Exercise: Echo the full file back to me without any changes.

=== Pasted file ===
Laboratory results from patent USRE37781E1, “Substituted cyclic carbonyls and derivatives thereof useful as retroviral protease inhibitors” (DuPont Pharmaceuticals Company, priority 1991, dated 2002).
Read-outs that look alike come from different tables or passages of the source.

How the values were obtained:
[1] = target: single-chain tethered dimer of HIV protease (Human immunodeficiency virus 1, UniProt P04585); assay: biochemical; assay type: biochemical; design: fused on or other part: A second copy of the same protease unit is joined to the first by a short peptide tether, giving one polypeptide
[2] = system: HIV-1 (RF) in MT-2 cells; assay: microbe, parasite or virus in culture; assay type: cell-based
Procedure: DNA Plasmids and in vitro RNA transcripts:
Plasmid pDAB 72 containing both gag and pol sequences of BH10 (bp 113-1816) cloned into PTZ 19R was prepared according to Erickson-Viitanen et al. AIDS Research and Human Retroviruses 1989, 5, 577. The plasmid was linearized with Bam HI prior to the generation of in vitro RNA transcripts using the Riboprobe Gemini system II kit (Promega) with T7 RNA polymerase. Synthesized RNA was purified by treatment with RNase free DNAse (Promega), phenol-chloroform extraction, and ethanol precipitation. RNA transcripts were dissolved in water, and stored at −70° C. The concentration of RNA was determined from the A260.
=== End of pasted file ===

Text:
Laboratory results from patent USRE37781E1, “Substituted cyclic carbonyls and derivatives thereof useful as retroviral protease inhibitors” (DuPont Pharmaceuticals Company, priority 1991, dated 2002).
Read-outs that look alike come from different tables or passages of the source.

How the values were obtained:
[1] = target: single-chain tethered dimer of HIV protease (Human immunodeficiency virus 1, UniProt P04585); assay: biochemical; assay type: biochemical; design: fused on or other part: A second copy of the same protease unit is joined to the first by a short peptide tether, giving one polypeptide
[2] = system: HIV-1 (RF) in MT-2 cells; assay: microbe, parasite or virus in culture; assay type: cell-based
Procedure: DNA Plasmids and in vitro RNA transcripts:
Plasmid pDAB 72 containing both gag and pol sequences of BH10 (bp 113-1816) cloned into PTZ 19R was prepared according to Erickson-Viitanen et al. AIDS Research and Human Retroviruses 1989, 5, 577. The plasmid was linearized with Bam HI prior to the generation of in vitro RNA transcripts using the Riboprobe Gemini system II kit (Promega) with T7 RNA polymerase. Synthesized RNA was purified by treatment with RNase free DNAse (Promega), phenol-chloroform extraction, and ethanol precipitation. RNA transcripts were dissolved in water, and stored at −70° C. The concentration of RNA was determined from the A260.